Sagada, Mountain Province: Tour Around the Tiny Town (A Photo Entry)

by - 3:00 PM

The beautiful Episcopalian Church of St. Mary the Virgin.  

Did you know... that majority of the people in Sagada are baptized as Anglicans particularly under the Episcopal Church of the Philippines.

The church is famous for its rose petal stained glass.

At the side of the church you will find these wheel structures.
 I am not sure what these are for, though.

A little past the church we found these kids playing soccer.

Getting lost in trying to find the famous hanging coffins of Sagada but I didn't mind getting lost at all.

I wonder where this road would lead us?

We managed to find our way to Sagada's Public Cemetery. The dirt road on the right will lead you to the Hanging Coffins. At that time, a road was being cemented to make the descent safer for tourists.

View from the top. This is where the locals celebrate the Panag-apoy Festival every November to commemorate the dead. 

Stopping by to admire the flowers. I noticed flowers grow in the wild in the Cordilleras. While en route to Sagada, I saw calla lilies and sunflowers on the street.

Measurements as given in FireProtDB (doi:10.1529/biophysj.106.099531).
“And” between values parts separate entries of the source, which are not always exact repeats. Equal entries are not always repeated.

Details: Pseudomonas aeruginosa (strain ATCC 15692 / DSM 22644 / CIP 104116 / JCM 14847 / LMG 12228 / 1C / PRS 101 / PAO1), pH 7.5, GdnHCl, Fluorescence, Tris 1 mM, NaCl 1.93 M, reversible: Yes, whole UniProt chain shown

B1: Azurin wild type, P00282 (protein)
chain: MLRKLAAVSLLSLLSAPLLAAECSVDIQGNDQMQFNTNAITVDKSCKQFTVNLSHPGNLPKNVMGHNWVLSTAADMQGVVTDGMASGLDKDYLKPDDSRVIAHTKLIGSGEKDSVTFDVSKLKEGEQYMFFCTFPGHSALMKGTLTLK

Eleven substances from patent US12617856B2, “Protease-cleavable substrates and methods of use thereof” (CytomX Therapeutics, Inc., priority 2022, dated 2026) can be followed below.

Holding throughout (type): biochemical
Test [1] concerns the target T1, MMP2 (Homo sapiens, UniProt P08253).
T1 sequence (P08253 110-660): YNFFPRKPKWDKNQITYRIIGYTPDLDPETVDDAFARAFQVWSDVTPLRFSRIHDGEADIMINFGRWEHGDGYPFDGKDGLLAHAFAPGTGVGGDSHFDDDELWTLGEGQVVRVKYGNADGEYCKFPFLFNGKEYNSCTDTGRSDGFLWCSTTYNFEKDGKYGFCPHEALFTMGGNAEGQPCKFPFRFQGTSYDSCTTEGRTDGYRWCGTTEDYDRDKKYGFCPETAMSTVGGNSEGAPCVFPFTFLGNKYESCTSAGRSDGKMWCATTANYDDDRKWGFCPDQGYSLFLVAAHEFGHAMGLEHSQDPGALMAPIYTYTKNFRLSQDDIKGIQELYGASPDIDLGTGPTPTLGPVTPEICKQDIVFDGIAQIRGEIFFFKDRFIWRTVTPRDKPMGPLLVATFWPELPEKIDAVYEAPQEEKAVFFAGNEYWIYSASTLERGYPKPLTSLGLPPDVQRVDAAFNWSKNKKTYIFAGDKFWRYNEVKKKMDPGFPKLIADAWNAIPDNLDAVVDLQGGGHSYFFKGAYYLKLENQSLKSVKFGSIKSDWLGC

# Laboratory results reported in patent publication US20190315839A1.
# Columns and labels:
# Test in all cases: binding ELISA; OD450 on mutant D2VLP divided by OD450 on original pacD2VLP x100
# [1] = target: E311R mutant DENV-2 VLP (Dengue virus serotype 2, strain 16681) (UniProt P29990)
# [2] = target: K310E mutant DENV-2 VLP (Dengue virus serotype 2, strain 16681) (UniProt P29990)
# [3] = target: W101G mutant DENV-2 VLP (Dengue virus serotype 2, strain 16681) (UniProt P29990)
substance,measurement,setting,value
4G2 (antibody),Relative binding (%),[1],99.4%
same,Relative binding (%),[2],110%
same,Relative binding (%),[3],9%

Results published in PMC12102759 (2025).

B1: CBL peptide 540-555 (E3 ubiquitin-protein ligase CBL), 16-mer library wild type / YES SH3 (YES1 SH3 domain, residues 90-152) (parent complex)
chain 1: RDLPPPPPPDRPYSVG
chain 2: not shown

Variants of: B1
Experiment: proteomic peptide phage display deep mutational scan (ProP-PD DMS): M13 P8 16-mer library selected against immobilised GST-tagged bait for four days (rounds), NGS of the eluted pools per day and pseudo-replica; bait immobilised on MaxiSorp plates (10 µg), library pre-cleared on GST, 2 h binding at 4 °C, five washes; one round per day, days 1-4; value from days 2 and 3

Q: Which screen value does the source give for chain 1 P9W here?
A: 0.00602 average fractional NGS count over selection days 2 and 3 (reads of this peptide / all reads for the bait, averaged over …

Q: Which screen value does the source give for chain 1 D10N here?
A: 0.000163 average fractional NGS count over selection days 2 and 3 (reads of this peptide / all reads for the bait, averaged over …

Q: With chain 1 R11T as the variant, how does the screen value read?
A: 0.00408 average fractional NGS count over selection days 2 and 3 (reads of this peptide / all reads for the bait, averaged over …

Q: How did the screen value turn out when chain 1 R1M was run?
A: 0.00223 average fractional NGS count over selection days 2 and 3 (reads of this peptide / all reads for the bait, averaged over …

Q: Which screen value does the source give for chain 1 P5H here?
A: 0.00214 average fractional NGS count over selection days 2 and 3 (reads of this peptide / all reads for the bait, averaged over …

We didn't realize we were already in the Echo Valley not until we heard other tourists shouting at the top of their lungs a few meters from us.

The simple and tiny town of Sagada as seen from the basketball court where the bus dropped us off.

Trying out the infamous lemon pie at the Lemon Pie House. Yum!

Which came first, chicken or egg?

Don't leave Sagada without trying out their Pinikpikan. 

Did you know... that Pinikpikan is a chicken dish of the Cordilleras. It is prepared by beating the live chicken first before cooking it. They say that the bruises and blood improves the flavor of the dish.

The cozy little cafe of Sagada Brew where I tasted the best caramel macchiato I've had so far.

Another cozy little restaurant in Sagada: The Lemon Pie House.

And of course, who would forget Mt. Kiltepan?

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